Boost for Australia’s medicinal agriculture industry

Federal Education Minister Dan Tehan has launched a major medicinal agriculture research hub at La Trobe University, where work is underway to optimise the production of active components in medicinal plants.

Scientists at the hub are looking at medicinal cannabis, and are seeking to identify the potential mode of action of other medicinal plants in diseases, such as cancer.

The $24 million La Trobe-led Australian Research Council (ARC) Industry Transformation Research Hub for Medicinal Agriculture (ARC MedAg Hub) combines academic and industry research and expertise to drive better cultivation, breeding and manufacturing practices to support Australia’s medicinal agriculture industry and ultimately improve health outcomes for patients.

La Trobe Vice-Chancellor Professor John Dewar said the Hub, located in La Trobe’s Research and Innovation Precinct, was a key component of the University’s $5 billion City of the Future plan.

“The ARC MedAg Hub will bring together La Trobe’s leading agri-medicine researchers with industry partners to drive innovation, new product development and employment in Australia’s fast-growing medicinal agriculture sector” Professor Dewar said.

Hub Director, Professor Tony Bacic said initial research was focused on medicinal cannabis due to the considerable anecdotal evidence and growing community perceptions around its efficacy for a broad range of diseases and for pain control.

“Our work is addressing legitimate concerns of health practitioners seeking evidence-based research into the quality, purity and efficacy of cannabis products,” Professor Bacic said.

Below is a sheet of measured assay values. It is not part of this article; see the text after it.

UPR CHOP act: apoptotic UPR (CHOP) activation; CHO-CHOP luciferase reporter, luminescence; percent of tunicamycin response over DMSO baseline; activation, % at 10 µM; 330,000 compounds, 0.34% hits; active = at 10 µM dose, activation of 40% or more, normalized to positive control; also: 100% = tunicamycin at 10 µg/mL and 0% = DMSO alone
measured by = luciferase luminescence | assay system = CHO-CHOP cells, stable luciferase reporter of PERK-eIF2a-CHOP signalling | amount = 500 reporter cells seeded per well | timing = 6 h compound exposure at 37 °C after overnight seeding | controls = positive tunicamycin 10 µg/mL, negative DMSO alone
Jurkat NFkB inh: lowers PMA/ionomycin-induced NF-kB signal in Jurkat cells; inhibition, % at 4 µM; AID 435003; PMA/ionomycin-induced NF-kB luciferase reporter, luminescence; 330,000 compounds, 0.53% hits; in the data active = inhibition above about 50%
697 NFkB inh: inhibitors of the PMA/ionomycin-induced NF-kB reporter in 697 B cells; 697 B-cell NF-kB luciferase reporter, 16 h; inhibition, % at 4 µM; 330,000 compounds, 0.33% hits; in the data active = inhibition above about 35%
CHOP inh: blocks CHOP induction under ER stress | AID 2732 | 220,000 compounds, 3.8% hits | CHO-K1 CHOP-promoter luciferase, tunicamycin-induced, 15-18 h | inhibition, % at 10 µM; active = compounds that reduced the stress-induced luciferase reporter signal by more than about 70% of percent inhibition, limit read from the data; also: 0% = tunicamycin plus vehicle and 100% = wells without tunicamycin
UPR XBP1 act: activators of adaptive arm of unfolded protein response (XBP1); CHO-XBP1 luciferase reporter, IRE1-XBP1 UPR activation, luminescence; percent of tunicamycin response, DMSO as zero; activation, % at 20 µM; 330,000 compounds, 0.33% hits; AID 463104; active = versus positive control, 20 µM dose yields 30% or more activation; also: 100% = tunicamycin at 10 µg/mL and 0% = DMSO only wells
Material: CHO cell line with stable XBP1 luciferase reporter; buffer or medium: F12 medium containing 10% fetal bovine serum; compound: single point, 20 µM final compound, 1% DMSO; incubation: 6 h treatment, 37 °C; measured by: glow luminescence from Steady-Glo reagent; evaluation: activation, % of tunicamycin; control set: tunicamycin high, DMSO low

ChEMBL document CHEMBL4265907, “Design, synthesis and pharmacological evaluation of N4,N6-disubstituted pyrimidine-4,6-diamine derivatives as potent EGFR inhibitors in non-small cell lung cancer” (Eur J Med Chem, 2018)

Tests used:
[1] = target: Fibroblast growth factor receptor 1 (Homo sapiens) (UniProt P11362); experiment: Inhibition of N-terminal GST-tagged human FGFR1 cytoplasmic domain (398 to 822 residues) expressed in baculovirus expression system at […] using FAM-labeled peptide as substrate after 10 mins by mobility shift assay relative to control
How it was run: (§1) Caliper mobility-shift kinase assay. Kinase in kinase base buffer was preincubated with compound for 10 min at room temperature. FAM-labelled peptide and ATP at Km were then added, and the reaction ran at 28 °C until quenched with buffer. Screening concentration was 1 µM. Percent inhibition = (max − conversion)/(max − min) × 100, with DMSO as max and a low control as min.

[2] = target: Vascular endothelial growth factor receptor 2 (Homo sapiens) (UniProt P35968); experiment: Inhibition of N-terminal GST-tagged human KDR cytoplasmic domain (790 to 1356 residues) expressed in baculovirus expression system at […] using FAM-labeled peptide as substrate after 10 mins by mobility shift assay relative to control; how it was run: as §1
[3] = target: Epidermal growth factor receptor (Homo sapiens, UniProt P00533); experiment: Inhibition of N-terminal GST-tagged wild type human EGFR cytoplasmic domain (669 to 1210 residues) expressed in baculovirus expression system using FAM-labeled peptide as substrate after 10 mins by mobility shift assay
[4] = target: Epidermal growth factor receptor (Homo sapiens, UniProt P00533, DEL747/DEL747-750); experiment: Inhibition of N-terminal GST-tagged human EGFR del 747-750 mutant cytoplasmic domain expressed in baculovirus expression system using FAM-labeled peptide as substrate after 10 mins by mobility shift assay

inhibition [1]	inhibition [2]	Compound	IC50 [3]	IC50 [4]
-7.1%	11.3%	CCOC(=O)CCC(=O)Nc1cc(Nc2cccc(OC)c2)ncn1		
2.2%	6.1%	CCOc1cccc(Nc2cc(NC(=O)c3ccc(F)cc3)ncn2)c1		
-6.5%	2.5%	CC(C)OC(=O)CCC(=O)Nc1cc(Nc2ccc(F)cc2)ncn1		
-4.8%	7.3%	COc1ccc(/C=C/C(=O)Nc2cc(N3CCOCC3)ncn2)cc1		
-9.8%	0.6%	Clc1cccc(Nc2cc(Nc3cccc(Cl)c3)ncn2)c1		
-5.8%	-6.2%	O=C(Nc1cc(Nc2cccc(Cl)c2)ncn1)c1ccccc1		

“We need to better understand which cannabis extract components are active in reducing clinical symptoms of disease.

“We also need to understand factors leading to better production outcomes for key active components of medicinal cannabis.”

Professor Bacic said researchers from La Trobe and the Olivia Newton-John Cancer Research Institute (ONJCRI) are working to identify components of cannabis oil displaying anti-cancer activity in breast cancer cell cultures.

“This research will improve our understanding of active components or component mixtures and form the basis for further pre-clinical or clinical trials.

“Future research will examine extracts from other medicinal plants including Australian species,” Professor Bacic said.

Hub Research Director, Professor Jim Whelan said another project aimed to develop hand-held devices able to accurately monitor plant health and growth.

“We’re working with industry partners Cann Group and Photon Systems Instruments to study how active components of medicinal cannabis plants respond to various environmental conditions,” Prof Whelan said.

‘We’re developing phenotyping and hyperspectral imaging hardware and software to identify how plants respond to a range of nutrient and other environmental conditions, with the ultimate aim of creating a hand-held detector for producers.”

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